The stores are setting out their Christmas produce, light displays are being arranged, and, perhaps most important, Elf Yourself is up and running for another season. A free holiday e-greeting produced by JibJab Media Inc., Elf Yourself premiered in November of 2006. Since then, millions of people around the world have uploaded photos of themselves with their friends and family and produced videos of their loved ones frolicking as “Disco” or “Country” elves or in the “Elf Classic” that started it all. The new offerings this year are “Hip Hop Elves”, featuring modern break dancing, and “Singing Elves”, who perform a medley of holiday music.
I elfed myself and my family last year and got quite a kick out of watching us disco dancing together. With four styles of dance to choose from this year, it’s just like being on So You Think You Can Dance … while dressed in an elf costume … without the danger of being assigned the dreaded quickstep … or having to expend any actual energy.
‘Tis the season to spread some cheer. Click here to elf yourself .
Here’s a video of JibJab’s recent “elf invasion” in New York City to promote the 2009 launch of Elf Yourself. Note what appears to be a werewolf in the crowd enjoying the show.
July 16, 2009
The suffix ly is the latest victim of the current recession. Traditionally employed by the thousands as adverbs, many lys are finding themselves suddenly out of a job.
Hollywood has been hit hard by the downturn in suffix employment. Before a recent taping of the hugely popular So You Think You Can Dance, all lys were let go from the TV studio. In true the show must go on style, the program proceeded with its usual superb dancing and creative choreography, but the absence of lys from the building became painfully evident during the course of the show. Popular and charming Executive Producer Nigel Lythgoe, effusive judge Mary Murphy, and various guest choreographers put on brave faces but, left with no suffixes to help describe how well the dancers performed, subjected audience members to the following assaults on their hearing (note: the bracketed ly indicates where the missing suffix should have appeared): “It’s not going to happen that quick(ly)”; “you did so phenomenal(ly)”; “you two danced marvellous(ly)”; and “everything is going to go smooth(ly)”. Mr. Lythgoe had no comment regarding the lys’ departure from the show.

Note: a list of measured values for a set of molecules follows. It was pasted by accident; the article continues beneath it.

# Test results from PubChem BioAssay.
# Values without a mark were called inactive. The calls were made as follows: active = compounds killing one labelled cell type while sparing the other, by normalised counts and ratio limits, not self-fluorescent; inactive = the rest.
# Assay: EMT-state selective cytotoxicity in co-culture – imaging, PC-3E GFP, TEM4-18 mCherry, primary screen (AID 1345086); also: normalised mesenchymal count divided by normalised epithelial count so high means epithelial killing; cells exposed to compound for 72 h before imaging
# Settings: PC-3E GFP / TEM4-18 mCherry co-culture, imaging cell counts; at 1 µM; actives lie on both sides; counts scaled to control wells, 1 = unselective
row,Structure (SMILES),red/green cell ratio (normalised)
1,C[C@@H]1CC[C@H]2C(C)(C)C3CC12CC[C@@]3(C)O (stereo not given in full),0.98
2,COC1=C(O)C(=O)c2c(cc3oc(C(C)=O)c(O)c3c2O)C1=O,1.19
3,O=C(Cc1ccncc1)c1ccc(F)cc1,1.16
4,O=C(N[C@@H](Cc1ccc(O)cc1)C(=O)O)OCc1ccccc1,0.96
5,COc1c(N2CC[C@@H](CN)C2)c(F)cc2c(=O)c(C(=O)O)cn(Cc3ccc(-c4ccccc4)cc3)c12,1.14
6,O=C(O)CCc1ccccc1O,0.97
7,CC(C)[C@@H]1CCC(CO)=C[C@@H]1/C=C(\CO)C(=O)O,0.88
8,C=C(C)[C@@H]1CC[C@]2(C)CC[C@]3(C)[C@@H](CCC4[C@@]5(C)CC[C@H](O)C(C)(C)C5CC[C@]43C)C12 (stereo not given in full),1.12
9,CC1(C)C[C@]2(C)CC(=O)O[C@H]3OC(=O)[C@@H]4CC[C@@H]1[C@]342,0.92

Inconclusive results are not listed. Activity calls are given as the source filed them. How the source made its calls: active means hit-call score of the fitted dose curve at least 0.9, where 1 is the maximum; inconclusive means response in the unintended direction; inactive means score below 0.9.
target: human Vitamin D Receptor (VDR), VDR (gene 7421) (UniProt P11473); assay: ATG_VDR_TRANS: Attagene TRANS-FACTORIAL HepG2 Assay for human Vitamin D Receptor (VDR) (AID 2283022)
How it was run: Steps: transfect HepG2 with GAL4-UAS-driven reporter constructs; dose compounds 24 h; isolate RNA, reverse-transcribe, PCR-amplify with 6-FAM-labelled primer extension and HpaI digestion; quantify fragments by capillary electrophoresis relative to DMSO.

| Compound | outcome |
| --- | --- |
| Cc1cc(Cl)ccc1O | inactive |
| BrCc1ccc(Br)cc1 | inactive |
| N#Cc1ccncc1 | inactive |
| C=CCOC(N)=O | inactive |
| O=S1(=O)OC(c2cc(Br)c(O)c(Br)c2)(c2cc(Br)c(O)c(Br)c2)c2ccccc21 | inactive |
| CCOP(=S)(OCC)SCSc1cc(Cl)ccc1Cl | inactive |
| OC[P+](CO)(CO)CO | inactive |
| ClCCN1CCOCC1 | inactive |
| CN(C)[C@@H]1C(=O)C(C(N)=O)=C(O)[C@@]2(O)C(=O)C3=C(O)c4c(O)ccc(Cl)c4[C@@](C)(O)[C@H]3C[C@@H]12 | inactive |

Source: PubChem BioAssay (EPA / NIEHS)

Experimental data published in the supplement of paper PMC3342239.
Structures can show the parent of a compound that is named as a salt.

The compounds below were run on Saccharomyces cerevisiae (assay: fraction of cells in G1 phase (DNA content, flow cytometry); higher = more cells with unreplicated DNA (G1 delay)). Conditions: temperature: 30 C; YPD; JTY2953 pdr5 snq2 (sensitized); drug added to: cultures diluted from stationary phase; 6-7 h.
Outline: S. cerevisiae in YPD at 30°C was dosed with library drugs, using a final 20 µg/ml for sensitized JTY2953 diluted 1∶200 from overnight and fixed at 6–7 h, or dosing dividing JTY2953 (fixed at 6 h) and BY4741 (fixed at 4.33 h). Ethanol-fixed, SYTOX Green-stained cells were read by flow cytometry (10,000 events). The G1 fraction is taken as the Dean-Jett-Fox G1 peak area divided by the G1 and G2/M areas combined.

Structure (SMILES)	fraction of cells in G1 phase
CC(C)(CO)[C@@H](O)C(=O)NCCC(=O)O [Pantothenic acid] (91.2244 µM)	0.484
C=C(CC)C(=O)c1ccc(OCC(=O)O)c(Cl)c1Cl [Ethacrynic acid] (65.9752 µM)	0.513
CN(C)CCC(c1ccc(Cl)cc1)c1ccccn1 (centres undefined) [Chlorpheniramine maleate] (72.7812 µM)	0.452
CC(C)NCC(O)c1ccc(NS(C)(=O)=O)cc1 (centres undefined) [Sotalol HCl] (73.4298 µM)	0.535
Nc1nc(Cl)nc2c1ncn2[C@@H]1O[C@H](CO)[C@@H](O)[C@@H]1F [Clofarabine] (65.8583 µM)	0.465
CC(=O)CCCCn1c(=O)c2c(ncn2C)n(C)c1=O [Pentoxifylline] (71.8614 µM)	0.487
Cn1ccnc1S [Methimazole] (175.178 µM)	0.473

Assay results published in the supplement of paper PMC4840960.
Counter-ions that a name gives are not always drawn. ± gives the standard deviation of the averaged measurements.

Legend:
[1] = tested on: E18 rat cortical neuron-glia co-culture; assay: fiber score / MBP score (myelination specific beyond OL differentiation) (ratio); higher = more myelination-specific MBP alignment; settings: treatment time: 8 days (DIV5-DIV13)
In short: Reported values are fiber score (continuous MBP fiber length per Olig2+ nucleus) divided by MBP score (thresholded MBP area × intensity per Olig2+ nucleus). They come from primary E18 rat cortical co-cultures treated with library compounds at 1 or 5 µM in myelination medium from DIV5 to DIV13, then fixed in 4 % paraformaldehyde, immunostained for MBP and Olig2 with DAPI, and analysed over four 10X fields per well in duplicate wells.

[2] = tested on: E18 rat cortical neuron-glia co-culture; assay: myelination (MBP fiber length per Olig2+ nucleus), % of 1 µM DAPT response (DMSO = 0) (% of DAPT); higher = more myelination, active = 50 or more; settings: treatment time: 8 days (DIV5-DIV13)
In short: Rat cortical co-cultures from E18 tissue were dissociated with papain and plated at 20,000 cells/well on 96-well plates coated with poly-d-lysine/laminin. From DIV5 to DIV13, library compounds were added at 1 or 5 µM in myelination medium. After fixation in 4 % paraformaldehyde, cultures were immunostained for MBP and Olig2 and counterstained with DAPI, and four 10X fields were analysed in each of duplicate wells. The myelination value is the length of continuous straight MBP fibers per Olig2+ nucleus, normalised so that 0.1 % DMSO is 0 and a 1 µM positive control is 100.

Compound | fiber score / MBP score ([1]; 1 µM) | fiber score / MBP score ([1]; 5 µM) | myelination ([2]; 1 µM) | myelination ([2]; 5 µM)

Lys perform various roles within their profession. They can, for example, work as adjectives as well as adverbs. Some are employed describing regularly scheduled events: a daily shower; a weekly meeting; a yearly check-up.
It is the lys working as adverbs, however, that have borne the brunt of mass layoffs. If the job description for lys employed in this area is reduced to the simplest of terms, it can be said that generally, if a word answers the question how, it is an adverb. If it is a word that can have ly added to it, it should be placed there.
She sings beautiful/beautifully.
She sings how? Beautifully.
We danced bad/badly.
We danced how? Badly.
A spokesperson for The Promotion of Ly in the English Language (PLEL) noted that WordNavigator.com lists 8742 words ending with ly and warned that the continued removal of ly from our vocabulary will have serious long-term negative effects on the English language.
Nigel Lythgoe and Mary Murphy